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What kind of classes do I take to become a video game designer??

#video-games #video-game-design #video-game-production

I want to do more than just find a job that has to with retail #game-development

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John’s Answer

Sam although a high school diploma may be sufficient, designers may need a bachelor's degree as well, especially if they're planning to work for a large game studio. Some schools offer degrees in game design, and these programs specifically teach how to be a game designer; however, you can still receive the necessary training for this field from computer science, software engineering, or related degree programs. The coursework for a game design program covers subjects like 2D and 3D modeling and animation, level and interface design, storyboard rendering, drawing, and scripting. Beyond getting a video game designer degree, it's important that you also play video games. As simple as it may sound, having experience and familiarity with playing video games is important. Even at a young age, being aware of popular trends in the industry and understanding advanced technology can be beneficial. Playing video games can also show you how a game is structured and can give you a chance to start thinking of ways to make improvements for when you design your own game.

Even within the field of video game design, there are many different types of designers, each with distinct and critical roles. Lead designers and level designers work alongside content designers, game writers, audio designers, and system designers to ensure the production of a quality game. Content designers have to creatively design the specific content which players see and manipulate in the game, and these designers thus need artistic abilities as well as practical programming skills. Game writers are also important members of a video game design team as they compose provocative and moving dialogue, a critical aspect to many games. Audio designers are also focused on player experience as they design the sounds, noises, and music heard by players while playing the game. There are also system designers that develop functional aspects of the game, such as how players earn in-game experience, gain in-game currency, purchase and modify weaponry or outfits, execute abilities or spells, and a myriad of other in-game functions. Additionally, game designers have a diverse array of responsibilities that may not immediately be obvious, so aspiring professionals in this field should consider what type of game design role they want to pursue in particular.

Hope this was helpful Sam

John recommends the following next steps:

Another potential step in the education process is to join a game design club. Some schools have a club designed for students who wish to develop and discuss games outside of the classroom. This type of club generally covers all facets of game production, which could be rather useful for future game designers. These clubs also provide experience communicating and cooperating with others interested in the field.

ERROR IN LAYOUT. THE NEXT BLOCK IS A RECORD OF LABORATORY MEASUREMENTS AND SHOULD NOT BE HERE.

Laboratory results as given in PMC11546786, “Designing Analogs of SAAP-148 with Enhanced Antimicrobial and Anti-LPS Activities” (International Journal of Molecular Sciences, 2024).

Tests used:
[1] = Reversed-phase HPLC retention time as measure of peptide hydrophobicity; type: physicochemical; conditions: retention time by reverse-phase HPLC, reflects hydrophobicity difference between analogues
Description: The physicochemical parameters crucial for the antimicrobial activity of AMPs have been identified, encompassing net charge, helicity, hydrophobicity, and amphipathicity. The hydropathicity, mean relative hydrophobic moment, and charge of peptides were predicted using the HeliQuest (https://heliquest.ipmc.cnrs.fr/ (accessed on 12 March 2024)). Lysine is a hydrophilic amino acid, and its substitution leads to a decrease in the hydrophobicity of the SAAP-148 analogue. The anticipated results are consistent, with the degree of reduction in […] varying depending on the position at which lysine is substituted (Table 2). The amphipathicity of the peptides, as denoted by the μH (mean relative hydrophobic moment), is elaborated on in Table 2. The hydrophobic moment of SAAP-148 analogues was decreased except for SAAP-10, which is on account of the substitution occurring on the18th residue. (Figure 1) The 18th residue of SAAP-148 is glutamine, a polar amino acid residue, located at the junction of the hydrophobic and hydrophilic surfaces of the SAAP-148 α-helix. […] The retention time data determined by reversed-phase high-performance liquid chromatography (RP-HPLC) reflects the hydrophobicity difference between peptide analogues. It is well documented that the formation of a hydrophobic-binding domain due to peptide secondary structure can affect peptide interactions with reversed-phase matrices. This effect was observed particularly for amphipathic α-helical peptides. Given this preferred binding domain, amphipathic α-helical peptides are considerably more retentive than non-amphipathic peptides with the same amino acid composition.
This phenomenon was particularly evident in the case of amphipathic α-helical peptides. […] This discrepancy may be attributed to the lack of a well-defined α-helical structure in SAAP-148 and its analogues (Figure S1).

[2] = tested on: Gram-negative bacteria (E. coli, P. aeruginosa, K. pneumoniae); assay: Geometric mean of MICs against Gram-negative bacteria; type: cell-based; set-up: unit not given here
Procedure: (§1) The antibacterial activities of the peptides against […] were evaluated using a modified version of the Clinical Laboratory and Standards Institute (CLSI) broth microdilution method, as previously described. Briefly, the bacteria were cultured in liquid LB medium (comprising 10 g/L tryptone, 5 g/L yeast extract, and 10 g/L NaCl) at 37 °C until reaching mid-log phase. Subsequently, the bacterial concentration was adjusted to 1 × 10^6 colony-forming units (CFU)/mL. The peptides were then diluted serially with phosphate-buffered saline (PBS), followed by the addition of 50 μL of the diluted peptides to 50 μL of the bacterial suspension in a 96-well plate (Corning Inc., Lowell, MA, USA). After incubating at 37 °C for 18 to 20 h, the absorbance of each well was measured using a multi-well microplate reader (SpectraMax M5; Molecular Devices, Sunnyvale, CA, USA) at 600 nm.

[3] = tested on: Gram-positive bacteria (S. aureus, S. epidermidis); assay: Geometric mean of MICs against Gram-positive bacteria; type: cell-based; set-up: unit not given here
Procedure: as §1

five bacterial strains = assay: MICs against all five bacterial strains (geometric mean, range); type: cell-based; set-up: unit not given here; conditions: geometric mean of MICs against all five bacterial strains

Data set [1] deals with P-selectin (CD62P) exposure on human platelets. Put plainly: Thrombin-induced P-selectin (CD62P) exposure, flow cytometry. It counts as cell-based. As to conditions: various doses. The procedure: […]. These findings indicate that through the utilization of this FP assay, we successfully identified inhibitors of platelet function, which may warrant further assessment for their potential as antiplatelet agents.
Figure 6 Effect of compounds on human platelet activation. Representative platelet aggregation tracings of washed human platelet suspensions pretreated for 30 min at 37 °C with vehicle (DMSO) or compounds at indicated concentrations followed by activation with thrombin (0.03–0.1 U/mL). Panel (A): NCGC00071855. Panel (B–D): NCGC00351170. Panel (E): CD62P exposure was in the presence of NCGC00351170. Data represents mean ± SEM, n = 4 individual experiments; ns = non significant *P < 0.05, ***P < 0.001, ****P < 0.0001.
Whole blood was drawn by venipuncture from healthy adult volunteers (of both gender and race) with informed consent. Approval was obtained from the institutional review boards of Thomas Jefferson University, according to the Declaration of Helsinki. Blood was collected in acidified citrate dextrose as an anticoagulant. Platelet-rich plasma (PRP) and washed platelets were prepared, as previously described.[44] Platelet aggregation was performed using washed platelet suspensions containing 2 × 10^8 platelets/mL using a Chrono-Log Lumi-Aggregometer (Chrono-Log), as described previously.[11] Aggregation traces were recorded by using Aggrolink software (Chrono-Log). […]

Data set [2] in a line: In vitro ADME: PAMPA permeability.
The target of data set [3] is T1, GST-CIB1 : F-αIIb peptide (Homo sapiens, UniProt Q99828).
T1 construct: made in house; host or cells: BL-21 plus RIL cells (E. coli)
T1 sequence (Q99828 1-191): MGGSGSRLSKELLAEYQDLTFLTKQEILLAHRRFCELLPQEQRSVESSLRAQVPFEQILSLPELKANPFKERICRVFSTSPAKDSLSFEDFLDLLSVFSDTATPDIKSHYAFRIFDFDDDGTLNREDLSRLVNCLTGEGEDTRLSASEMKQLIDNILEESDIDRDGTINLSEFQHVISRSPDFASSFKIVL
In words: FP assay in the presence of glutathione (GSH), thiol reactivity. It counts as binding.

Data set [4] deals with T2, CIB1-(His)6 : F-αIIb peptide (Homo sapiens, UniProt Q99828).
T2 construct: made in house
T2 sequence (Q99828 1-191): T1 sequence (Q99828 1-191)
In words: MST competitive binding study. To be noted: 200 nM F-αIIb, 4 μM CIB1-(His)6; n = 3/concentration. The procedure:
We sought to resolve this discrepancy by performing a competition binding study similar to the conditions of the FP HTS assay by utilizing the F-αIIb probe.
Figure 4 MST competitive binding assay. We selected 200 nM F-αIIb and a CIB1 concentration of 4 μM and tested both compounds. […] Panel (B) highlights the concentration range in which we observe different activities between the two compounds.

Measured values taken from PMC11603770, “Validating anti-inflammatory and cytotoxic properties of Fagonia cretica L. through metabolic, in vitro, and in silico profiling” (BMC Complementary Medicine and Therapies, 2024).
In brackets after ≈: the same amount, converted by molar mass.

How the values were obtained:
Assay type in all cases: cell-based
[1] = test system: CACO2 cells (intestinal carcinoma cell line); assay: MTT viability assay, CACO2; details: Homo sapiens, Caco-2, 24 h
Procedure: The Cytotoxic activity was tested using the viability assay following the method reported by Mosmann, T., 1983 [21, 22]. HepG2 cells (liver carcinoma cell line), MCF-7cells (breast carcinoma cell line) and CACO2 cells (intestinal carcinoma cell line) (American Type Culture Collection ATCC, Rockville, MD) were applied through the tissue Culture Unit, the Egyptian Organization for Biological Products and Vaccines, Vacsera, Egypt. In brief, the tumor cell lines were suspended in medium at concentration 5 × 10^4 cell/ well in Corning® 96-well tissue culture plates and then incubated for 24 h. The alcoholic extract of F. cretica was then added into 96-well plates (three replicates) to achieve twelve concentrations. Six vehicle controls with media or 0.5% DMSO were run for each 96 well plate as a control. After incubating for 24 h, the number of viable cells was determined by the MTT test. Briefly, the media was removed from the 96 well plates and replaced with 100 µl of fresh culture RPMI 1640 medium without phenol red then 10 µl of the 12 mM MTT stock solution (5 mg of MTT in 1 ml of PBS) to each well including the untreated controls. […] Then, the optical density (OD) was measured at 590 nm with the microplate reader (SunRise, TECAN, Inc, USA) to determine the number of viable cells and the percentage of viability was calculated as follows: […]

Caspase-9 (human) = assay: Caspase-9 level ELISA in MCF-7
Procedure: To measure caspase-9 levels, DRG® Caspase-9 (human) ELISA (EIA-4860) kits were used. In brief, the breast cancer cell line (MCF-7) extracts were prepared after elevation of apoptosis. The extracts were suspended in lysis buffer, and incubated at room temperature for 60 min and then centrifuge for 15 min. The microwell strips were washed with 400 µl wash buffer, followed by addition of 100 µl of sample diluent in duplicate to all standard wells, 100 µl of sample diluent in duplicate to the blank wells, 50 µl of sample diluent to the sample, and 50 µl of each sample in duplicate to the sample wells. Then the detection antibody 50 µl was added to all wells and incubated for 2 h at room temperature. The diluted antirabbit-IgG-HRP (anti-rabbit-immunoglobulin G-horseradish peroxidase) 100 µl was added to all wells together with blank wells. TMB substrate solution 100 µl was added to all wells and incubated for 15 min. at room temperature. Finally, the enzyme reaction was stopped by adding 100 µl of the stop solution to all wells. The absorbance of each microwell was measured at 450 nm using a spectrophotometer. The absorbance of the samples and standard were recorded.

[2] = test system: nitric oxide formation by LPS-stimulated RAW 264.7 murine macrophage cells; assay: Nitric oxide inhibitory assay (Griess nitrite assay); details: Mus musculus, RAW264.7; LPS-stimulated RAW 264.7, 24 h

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Jasen’s Answer

Being a video game designer encompasses a lot of different skills so it will take a few classes. In fact, it's a whole degree! Ultimately you'll probably focus on specific areas of design just like software development. For large game studios, there's many departments that focus on things like 3D Animation, 3D Modeling, User Interface (UI), User Experience (UX), 2D textures, level design, game mechanics, game writing, etc. Smaller studios will probably have more people who work in multiple things.

Generally, you'll have to gain some technical knowledge because you'll be working with software developers and be bound by the constraints of whatever you're working on (i.e. working on a Nintendo DS vs a PS5). Some artists/designers even become Tech Artists which help create tools for the team.

Here's a website I found that can help answer a few more questions: https://www.gamedesigning.org/questions/. They also have an education section which talks about schools and degrees they offer. The University of Santa Cruz (UCSC) for example has a degree which can expose you to the different aspects of game design: https://admissions.sa.ucsc.edu/majors/artgamemedia.

Jasen recommends the following next steps:

What are some games you really enjoy from a design standpoint? Check out their credits page to see all the different designers/artists who worked on it and give them a Google search!
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